There were many little things Milly had to learn to accept, thing like being given a dress identical to Cristy’s, and Cristy putting up such a tantrum as to prompt the old man to snarl at his wife. “Buy Camilla clothes, Marta,” he would say. “But see to it they don’t have the same things. You know Pannga hates that.” This happened just a few weeks after they had taken her in, and Cristy’s tantrum had frightened her, and she had run to the bathroom and locked herself in and cried. They had given her everything she needed, even most of the things she had wanted, and the girls in the school kept telling her how lucky she was to be living with Cristy in her father’s mansion. Yet the little things were there, always there to prick at some unhealing wound; things like Cristy saying, with an insouciant toss of the head, “Milly, can you carry my books for me?” or “Buy me a sandwich, Milly, will you?” and later, in college, “Milly, I can’t manage these rollers, will you set my hair for me?” Trivial tasks, really, but always Milly felt as though she were no more than Cristy’s lady-in-waiting. Yet, she grew fond of Cristy, and when she was a little older she kept telling herself that after all, Cristy was the family’s little girl, her father’s little angel, and though they were brought up together, Cristy was always “Pangga” to the old man, while in the few instances that he actually spoke to her, she was always Camilla.

The rest of the family called her Milly, and aside from Cristy, it was her brother Guelin, who was about four years older than they, who gave her a sense of belonging. Both Cristy and Guelin had handsome ponies in the stables which they rode every weekend. She had only been with the family a few months when, one Sunday, Cristy came riding in, accompanied by their loyal servant Diego. Milly had watched her coming in, her long hair streaming in the wind, followed by Guelin on his black pony. “Niño is so swift—so swift!” she gushed. “He rides like the wind!” Cristy laughed. Milly gently touched the pony’s glistening mane. Finally, she said, “Can I ride him, Cristy, please?” Cristy quickly answered, “No—I don’t want anyone else to ride Niño. He’s mine.” Diego said, “Just let Inday Milly ride him, Inday Cris. Just for a short while.” Cristy glared at him, her voice rising, “No! If you let anyone ride Niño, I’ll tell Papa.” With that she stomped angrily away. Guelin, his face flushed, took Milly by the hand, saying, “Come, Milly, I will let you ride Fuego. He is more beautiful and faster than Niño.” But the tears were already there. “No, Manong Guelin, I really don’t want to ride. I don’t know how to ride a horse, anyway.” “Then,” Guelin said. “Diego and I will teach you.” Since then there had grown a bond between them which become stronger through the years.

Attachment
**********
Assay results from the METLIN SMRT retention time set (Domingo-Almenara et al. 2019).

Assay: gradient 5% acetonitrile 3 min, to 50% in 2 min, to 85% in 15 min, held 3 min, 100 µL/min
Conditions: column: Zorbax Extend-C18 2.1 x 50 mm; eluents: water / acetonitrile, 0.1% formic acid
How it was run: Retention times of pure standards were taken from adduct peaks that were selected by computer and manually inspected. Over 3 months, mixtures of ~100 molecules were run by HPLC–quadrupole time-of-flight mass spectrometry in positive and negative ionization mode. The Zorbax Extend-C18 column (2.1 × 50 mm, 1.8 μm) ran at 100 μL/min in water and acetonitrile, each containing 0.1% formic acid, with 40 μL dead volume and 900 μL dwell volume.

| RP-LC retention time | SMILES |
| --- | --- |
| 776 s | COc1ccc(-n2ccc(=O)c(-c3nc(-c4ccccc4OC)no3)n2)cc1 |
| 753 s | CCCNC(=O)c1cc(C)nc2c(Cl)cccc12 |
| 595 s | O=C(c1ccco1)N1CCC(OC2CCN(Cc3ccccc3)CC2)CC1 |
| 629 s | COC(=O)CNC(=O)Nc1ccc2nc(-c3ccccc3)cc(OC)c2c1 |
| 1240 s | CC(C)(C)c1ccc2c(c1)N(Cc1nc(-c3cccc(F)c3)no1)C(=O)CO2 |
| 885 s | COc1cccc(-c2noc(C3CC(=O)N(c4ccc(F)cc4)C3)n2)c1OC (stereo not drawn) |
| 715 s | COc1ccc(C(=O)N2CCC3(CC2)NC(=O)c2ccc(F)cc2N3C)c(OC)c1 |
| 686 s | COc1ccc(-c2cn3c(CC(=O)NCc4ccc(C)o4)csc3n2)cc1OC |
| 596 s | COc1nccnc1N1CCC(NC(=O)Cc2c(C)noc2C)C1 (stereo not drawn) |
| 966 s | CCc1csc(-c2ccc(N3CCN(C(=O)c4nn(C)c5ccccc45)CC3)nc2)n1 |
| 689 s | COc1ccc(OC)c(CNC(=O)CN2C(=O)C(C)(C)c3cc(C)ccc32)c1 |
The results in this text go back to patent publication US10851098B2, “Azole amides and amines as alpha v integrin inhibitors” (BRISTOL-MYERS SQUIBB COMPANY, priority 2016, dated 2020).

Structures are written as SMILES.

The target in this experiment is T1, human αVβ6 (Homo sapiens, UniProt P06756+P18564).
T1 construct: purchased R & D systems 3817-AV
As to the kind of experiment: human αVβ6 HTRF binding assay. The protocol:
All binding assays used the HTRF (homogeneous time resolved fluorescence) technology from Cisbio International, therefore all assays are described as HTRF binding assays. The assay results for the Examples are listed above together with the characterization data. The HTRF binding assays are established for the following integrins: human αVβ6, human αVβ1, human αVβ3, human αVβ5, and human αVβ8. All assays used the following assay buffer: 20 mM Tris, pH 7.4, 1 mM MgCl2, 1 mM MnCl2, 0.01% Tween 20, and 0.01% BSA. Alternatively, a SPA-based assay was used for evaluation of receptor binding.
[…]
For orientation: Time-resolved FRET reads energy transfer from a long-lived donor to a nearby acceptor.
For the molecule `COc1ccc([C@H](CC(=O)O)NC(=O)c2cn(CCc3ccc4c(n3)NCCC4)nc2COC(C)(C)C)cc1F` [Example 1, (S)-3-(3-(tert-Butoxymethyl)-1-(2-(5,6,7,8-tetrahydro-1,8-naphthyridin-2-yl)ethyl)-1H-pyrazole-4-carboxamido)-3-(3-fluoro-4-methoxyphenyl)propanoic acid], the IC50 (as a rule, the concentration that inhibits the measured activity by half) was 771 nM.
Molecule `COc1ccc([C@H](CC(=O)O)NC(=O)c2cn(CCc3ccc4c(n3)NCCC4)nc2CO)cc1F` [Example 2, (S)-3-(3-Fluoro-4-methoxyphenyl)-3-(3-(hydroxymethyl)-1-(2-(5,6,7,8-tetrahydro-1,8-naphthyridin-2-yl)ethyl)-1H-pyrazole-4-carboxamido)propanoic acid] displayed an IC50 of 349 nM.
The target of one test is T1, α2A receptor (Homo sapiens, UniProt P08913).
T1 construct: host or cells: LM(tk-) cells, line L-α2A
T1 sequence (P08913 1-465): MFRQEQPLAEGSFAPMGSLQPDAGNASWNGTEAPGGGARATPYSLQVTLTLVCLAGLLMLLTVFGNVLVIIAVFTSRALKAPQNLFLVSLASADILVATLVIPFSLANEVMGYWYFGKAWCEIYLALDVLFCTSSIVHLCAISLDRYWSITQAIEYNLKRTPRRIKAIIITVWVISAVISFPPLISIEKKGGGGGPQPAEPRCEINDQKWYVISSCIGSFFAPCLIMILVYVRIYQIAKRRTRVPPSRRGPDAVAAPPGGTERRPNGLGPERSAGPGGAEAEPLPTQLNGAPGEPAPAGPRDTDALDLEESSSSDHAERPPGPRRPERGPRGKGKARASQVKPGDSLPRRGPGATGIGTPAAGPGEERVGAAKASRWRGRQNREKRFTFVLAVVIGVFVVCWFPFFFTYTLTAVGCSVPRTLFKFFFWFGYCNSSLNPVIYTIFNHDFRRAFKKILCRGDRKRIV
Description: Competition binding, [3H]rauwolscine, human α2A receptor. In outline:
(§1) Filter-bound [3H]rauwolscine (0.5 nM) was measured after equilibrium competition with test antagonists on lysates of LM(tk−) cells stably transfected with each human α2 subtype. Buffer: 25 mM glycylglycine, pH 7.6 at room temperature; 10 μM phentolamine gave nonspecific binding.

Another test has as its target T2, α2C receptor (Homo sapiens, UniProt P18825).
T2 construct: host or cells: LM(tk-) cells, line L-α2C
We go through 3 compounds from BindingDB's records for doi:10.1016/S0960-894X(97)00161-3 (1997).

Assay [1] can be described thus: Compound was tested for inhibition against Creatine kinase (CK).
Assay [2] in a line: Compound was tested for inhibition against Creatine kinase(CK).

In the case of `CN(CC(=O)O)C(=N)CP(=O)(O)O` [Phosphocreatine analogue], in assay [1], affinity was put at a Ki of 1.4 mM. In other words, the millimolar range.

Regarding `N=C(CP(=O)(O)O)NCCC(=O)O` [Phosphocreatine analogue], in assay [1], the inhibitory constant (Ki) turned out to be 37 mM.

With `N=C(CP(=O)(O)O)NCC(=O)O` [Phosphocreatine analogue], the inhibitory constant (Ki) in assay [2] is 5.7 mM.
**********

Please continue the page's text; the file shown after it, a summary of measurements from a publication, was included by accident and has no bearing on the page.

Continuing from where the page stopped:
In her own kind way, the mother, Marta, had also shown her she was wanted. “You are one of my daughters now, Milly, so call me Mama,” she had said when Milly first came. It was she who saw to Milly’s needs, knowing perhaps she would be shy about asking for things or making her needs known, things like new shoes, underthings, and when she had awakened one morning with that terrible pain and blood on her linen, she had gone to Marta, crying, “Mama, there’s blood on my bed!” Marta had said, in her usual quiet manner, “Don’t cry, Milly. There’s nothing wrong. Come to my room . . .” Milly knew Marta cared for her although they never spoke much, for Marta was a reticent woman, going about the house in her silent, dignified manner, a queenly presence, and even when she had clashes with her husband, she always impressed Milly with her ability to retain her composure.

Always it was Guelin who gave them cause for argument.

Miguel Aragon had always wanted a son, and when his first two girls were born three years apart, he had been greatly disappointed. He had waited a long time for a son, and the waiting had soured his relationship with Marta, who, he used to tell his friends, “did not know how to produce sons.” When finally, after several miscarriages, Guelin was born, Maris was a grown girl of seventeen and Tere fourteen. At first, Miguel Aragon adored his baby boy, though he was irritated when the infant turned out to be sickly. All these years of waiting had made him eager to make the boy a man and he pushed the boy too far, and faster than he should. Miguel Aragon was himself pure macho, an imposing masculine figure, and he despised anything effeminate. Their servant Diego had suffered countless kicks and whiplashes for his failure to conceal his effeminate mannerisms in the presence of the old man. “I don’t give a damn if you are agi,” he often thundered, “just don’t act like one in my presence. Buisit!”

Milly had always thought he looked formidable, with his whiplash, the pistol which he tucked under his belt, the huge leather boots. She recalled how one morning they had all been drawn to the window by his thundering voice. Down below he was kicking a man to the ground, and even when the man had fallen to his knees, Miguel Aragon continued to beat his back raw. Afterwards Cristy asked, “Why did you beat up the encargado, Papa?” The old man snorted. “These people, Pangga, are like all animals. You have to treat them as such, keep them in their place, or they will stampede all over you.” Such occasions were not rare, and later Milly found that not even his own son was to be spared his brutality. Once, when she had gone out with Guelin to gather fireflies in tiny bottles, Guelin had told her that once when he was about eight years old, his father had thrown him into the river, expecting him to kick himself afloat. He almost drowned. Another time, his father left him in the woods, expecting him to find his way out of the dark trees. Late that night a party of searchers with bamboo torches found him lying unconscious in the forest.